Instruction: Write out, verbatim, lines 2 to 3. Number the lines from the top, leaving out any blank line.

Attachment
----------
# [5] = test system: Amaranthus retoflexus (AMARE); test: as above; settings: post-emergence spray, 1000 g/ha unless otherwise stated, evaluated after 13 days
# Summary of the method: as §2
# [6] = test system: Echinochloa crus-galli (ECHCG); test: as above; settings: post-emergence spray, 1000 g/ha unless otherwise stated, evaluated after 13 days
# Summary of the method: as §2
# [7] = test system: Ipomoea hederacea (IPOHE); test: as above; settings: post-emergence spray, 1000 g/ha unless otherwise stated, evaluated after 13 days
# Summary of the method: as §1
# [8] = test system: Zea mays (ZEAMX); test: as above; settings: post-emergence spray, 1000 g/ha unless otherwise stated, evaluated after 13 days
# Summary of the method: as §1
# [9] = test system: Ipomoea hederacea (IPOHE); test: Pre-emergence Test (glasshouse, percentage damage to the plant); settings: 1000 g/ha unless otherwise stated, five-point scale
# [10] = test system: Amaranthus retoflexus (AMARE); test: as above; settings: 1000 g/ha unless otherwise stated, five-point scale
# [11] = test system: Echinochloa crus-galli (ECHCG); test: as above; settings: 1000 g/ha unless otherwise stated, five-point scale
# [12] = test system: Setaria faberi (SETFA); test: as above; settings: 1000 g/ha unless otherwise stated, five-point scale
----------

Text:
# Summary of the method: as §2
# [6] = test system: Echinochloa crus-galli (ECHCG); test: as above; settings: post-emergence spray, 1000 g/ha unless otherwise stated, evaluated after 13 days